Being able to say upfront and with confidence, “Principals will never see this. These videos won’t go anywhere. They’re for us so that we can improve our mentoring program,” was a big help for them.
Our new teachers had the same concerns, but they took a little more coaxing and cajoling. Last year, it took a month and a half after videos were due to get them all turned in. This year, I had all but two on the due date.
One teacher in particular comes to mind. It felt like I was trying to get video from her for half a year. She’d say, “Oh, I hate to see myself. I hate to hear myself.”
I’d say, “Me too! I don’t like any of that!”
But once she recorded her video, she really blossomed! She’s such a deep reflector. Once she started looking at her videos, she was able to say, “Oh my goodness! I did this really well right here as I applied this strategy. But you know what? I missed those two in the back. I need to pay more attention there.”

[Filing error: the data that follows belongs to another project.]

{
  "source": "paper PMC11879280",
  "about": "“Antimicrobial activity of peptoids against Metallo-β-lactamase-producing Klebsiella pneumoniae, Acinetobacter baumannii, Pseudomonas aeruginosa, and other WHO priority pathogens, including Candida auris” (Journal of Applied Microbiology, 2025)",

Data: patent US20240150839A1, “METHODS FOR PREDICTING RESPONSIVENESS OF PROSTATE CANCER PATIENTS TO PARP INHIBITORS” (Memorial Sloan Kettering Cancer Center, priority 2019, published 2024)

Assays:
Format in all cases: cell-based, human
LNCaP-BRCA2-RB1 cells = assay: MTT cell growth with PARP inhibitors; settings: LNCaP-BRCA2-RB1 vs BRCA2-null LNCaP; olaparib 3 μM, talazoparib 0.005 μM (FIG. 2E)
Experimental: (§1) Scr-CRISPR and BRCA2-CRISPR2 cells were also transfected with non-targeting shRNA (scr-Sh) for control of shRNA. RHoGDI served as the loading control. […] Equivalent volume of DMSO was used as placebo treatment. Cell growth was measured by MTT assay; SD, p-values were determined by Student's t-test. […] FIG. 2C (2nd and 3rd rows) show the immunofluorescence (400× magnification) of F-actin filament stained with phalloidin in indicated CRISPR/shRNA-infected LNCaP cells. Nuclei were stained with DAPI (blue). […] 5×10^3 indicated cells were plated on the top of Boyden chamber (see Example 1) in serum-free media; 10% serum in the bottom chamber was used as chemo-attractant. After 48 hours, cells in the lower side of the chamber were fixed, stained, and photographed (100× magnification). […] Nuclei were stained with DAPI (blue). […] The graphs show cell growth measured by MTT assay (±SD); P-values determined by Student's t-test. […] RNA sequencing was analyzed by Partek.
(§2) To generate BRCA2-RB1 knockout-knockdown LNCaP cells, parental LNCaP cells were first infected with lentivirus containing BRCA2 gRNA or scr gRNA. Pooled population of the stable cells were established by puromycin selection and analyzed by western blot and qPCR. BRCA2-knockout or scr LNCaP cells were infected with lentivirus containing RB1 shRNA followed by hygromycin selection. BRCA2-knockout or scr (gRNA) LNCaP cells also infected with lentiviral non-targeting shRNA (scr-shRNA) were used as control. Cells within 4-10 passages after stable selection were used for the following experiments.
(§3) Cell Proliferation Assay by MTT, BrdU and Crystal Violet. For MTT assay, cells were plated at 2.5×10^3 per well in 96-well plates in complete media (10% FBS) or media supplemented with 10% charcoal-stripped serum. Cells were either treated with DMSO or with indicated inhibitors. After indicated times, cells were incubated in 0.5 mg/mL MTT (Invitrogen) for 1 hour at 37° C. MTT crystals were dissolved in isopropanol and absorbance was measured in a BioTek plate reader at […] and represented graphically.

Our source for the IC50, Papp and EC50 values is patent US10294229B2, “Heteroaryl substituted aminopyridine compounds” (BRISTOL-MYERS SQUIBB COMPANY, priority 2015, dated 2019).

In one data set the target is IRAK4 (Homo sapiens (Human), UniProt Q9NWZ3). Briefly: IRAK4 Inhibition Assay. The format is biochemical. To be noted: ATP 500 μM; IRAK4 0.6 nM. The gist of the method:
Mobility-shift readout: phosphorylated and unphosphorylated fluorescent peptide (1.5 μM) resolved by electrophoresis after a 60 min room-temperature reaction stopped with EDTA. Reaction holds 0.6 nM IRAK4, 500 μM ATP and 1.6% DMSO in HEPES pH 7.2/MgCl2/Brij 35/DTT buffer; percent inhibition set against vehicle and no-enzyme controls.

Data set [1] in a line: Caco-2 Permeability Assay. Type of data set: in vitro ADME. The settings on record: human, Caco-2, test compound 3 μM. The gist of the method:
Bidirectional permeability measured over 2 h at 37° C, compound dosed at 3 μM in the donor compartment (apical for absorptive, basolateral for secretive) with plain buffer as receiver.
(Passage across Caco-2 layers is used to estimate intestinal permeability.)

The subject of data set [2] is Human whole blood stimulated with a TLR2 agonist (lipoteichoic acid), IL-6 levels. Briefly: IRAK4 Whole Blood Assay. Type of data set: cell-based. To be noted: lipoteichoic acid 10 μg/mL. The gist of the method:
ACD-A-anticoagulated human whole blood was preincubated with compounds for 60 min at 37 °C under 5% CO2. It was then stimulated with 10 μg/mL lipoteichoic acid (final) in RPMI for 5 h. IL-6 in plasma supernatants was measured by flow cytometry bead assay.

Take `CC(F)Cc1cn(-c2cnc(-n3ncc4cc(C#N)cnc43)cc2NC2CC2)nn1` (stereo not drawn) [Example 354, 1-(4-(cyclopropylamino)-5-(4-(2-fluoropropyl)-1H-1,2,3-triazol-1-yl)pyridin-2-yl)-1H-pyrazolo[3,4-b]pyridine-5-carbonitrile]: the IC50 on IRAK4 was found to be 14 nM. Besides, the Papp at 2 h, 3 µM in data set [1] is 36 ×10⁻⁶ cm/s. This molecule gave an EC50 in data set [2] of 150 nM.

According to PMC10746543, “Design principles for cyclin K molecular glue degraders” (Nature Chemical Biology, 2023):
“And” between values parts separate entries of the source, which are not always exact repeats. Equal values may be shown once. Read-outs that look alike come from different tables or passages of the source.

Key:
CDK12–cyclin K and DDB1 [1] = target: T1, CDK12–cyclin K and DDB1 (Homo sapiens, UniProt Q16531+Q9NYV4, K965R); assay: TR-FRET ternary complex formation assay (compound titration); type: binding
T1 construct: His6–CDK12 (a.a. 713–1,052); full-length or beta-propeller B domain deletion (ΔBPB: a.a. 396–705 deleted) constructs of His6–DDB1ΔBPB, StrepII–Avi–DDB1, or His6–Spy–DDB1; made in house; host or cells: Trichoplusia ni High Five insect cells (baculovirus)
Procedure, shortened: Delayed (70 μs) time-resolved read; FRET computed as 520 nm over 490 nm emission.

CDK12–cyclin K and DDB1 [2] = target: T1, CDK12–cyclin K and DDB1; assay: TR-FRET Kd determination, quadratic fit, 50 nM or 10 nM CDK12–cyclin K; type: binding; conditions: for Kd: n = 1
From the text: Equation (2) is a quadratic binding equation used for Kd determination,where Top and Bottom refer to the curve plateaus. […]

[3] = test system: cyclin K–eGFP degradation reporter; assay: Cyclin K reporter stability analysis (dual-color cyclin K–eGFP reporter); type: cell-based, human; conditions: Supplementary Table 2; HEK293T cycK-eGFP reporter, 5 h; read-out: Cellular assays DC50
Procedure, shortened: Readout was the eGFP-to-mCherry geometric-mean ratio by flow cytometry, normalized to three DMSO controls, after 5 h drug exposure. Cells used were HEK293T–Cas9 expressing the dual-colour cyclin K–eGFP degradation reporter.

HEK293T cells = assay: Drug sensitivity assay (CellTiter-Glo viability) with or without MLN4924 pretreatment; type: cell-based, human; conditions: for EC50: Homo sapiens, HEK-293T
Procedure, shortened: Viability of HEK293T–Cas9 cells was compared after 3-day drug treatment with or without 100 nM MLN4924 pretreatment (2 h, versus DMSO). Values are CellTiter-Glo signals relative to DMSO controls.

It just took one video and the opportunity to reflect on it, and she was hooked. She stands out to me because the struggle to get her started and the success she had with video were in such stark contrast, but that journey is similar for most of our new teachers.
In the beginning, as teachers talk about their first videos with their coaches, they give a play-by-play, almost narrating the video as if you’re not sitting there watching it with them. But as they keep doing it, they get more comfortable and you can just see them growing and the reflection becoming deeper and deeper. As that happens, they begin to see behaviors they didn’t before, and they learn to deal with those in the classroom. It becomes truly empowering for them.